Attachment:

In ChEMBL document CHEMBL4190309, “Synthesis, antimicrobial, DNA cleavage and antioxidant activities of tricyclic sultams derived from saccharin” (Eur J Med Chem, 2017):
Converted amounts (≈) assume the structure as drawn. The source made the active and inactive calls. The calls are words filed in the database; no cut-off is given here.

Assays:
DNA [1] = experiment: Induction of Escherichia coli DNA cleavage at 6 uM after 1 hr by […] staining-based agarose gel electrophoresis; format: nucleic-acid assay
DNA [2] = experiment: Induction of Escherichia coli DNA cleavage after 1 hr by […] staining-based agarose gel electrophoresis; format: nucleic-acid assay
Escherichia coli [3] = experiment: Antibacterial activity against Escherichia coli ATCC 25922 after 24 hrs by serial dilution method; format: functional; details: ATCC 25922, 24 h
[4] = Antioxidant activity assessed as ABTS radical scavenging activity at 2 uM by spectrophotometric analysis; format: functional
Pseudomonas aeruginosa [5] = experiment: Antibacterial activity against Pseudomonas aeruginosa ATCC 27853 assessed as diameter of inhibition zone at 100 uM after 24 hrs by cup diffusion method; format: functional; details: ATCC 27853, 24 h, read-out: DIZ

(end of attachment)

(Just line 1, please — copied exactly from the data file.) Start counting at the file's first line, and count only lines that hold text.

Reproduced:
In ChEMBL document CHEMBL4190309, “Synthesis, antimicrobial, DNA cleavage and antioxidant activities of tricyclic sultams derived from saccharin” (Eur J Med Chem, 2017):